Developers are following suit and recognizing the value of developments that promote health and activity. In San Francisco, Gensler is working with developer Forest City on 5M, an ambitious development project that seeks to form a “dense, urban place for working, living and gathering” and whose design principles clearly promote health and activity through “pedestrian-first” design, “engaging and accessible” spaces and an “active ground plane.” LEED for Neighborhood Development guidelines stress bike networks and storage, walkable streets, access to recreation facilities, and other alternative transportation strategies.

There’s hope.

But there’s also a lot of work to do. In the U.S., many of the communities built in the past 50 years have regressed. Cities designed and built around the car have “engineered walking and bicycling out” of many of our communities, creating places that add to our problems rather than subtract. A culture built around freedom and independence has internalized these car-centric places – the typical rendition of the American Dream involves some sort of single-family, two-car-garage house with a white picket fence and a Ford or Chevy out front. And as other countries pursue economic growth, and the follow-on urbanization, many have emulated our failed approaches compounding the problem globally.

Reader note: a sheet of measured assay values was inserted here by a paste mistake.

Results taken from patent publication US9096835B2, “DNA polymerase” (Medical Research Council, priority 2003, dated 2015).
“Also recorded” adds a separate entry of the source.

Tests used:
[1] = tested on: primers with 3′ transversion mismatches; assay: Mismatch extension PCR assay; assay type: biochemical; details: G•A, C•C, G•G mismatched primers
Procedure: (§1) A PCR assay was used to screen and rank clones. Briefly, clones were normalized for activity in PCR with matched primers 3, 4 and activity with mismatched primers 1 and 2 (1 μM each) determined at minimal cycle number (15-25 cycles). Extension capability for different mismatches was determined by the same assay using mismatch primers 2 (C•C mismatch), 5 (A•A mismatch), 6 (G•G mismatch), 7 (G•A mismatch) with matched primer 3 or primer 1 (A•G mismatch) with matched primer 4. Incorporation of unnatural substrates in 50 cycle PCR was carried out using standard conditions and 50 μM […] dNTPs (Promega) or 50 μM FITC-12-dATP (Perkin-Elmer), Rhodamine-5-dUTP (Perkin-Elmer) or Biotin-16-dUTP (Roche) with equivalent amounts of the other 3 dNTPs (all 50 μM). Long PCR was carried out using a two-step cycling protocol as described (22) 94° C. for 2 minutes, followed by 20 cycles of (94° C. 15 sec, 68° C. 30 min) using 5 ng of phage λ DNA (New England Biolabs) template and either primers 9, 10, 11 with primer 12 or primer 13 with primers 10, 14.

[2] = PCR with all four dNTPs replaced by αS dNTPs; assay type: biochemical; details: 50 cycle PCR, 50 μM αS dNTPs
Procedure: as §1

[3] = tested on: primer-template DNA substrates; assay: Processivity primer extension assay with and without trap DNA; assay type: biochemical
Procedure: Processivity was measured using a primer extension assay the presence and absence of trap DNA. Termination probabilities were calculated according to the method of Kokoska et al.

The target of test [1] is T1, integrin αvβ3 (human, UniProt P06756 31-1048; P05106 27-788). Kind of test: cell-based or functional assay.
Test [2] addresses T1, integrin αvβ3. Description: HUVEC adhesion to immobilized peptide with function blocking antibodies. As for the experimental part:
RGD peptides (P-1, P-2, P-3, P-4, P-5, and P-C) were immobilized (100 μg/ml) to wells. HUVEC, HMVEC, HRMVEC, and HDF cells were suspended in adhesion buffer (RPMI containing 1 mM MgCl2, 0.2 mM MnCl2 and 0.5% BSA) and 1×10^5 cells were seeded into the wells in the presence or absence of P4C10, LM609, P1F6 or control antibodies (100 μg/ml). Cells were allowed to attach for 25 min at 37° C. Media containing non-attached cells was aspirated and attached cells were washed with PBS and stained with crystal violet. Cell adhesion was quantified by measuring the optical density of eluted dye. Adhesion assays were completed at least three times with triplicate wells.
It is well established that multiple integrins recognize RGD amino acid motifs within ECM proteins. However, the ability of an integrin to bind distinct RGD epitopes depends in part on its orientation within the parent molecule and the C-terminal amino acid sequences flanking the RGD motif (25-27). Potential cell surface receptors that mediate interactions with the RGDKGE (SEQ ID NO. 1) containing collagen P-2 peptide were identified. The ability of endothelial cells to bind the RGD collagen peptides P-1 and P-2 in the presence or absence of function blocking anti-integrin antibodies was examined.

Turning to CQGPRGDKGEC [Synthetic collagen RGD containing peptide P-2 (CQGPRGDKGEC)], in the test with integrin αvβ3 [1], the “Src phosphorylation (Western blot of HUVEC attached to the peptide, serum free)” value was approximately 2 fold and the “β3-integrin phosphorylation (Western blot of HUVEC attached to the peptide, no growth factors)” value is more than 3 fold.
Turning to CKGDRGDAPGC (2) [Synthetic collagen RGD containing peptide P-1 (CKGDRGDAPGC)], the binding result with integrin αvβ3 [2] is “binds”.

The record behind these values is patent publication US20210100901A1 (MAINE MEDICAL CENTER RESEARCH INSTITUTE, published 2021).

It doesn’t help that the positive examples people (including myself) often point to come from a standard list of Global Cities – New York, London, Tokyo, Hong Kong, Los Angeles, San Francisco… – that are far removed from the physical and cultural realities of many of the places where this problem is most pressing. And when it’s not a Global City, its Portland, Ore., or Copenhagen, Denmark (guilty again, but proud I didn’t mention Portland considering the bike talk). Those examples may be even further removed – Portland is such an anomaly that there is a television show dedicated to its particular cultural proclivities.

When I saw that the U.S. Department of Housing and Urban Development (HUD) launched a new “Sustainable Communities Resource Center” I got excited – HUD must be focusing on more than just the big, coastal cities that dominate these discussions, right? The site offers research, data, best practices, and links to more information about creating sustainable communities, including resources across a number of categories of which “Healthy Communities” is one. But a scroll through list of publications and reports quickly revealed a parallel issue.

The links that seemed most relevant to health concerns (vs. sustainability concerns): “Model Design Manual for Living Streets,” “Retrofitting the Suburbs to Increase Walking,” and “Health and the Built Environment.” All turn out to be strategies focused specifically on California (Los Angeles, Los Angeles/San Diego/San Francisco, “Southern California,” respectively). The second study even goes so far as to dismiss “sprawling metropolitan areas such as Atlanta, Houston, and Phoenix” early on in favor of California, where the opportunities are “especially golden.”